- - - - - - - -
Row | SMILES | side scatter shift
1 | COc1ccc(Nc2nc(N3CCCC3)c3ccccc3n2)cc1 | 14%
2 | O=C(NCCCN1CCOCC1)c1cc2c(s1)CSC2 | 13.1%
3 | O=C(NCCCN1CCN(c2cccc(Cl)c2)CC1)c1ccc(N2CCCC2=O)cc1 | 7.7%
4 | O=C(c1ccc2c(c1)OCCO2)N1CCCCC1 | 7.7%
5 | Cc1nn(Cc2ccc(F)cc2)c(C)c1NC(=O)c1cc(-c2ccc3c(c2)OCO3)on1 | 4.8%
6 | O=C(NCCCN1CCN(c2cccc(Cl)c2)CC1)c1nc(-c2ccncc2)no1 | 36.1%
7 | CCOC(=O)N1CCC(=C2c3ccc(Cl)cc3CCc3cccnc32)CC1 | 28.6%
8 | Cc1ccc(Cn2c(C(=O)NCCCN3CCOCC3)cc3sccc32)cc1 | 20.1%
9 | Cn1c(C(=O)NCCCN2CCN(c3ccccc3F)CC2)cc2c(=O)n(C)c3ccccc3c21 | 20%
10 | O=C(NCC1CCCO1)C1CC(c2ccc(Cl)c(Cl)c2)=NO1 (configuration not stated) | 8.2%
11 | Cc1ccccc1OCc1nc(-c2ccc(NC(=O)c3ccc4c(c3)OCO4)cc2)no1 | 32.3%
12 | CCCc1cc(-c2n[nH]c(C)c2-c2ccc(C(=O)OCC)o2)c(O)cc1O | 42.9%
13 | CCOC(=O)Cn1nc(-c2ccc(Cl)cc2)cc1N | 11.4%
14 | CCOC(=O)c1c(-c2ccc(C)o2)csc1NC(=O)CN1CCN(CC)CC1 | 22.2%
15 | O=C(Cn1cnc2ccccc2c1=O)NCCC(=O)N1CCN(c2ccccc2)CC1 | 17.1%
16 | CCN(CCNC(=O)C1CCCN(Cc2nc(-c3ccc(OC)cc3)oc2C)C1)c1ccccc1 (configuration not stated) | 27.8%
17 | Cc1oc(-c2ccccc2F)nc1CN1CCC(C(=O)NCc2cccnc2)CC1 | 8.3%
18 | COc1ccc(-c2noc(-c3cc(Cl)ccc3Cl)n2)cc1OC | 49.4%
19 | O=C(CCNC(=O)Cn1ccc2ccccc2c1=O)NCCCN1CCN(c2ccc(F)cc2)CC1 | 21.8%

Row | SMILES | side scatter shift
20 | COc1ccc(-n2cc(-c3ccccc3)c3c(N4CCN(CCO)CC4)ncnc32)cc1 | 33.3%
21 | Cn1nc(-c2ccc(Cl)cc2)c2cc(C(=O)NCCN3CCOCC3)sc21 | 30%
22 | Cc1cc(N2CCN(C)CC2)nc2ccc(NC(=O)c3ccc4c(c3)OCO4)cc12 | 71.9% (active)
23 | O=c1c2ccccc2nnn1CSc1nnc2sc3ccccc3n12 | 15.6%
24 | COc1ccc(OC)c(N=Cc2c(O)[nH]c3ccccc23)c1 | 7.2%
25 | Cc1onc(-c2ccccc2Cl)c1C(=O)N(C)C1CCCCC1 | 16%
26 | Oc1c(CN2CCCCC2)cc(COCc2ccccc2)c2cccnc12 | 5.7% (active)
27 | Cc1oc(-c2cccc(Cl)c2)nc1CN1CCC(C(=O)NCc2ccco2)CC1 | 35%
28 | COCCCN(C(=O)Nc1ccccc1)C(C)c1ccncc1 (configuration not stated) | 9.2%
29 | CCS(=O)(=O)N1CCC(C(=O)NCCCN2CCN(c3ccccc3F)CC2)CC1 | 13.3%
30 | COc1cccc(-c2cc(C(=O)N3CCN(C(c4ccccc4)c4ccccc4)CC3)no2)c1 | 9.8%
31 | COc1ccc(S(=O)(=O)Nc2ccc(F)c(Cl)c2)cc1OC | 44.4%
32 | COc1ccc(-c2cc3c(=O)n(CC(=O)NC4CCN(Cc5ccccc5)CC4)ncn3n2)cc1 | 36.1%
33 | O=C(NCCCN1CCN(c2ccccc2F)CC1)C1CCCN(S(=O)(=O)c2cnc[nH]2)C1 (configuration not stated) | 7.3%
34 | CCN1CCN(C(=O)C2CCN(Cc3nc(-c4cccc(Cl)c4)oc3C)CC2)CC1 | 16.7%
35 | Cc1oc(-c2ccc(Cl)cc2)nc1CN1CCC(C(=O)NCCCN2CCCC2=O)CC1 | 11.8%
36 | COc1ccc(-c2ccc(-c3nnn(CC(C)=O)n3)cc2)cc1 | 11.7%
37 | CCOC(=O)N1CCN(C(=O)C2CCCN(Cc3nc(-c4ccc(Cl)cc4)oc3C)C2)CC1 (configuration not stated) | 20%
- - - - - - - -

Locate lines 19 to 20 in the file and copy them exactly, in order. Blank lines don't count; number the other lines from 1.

18 | COc1ccc(-c2noc(-c3cc(Cl)ccc3Cl)n2)cc1OC | 49.4%
19 | O=C(CCNC(=O)Cn1ccc2ccccc2c1=O)NCCCN1CCN(c2ccc(F)cc2)CC1 | 21.8%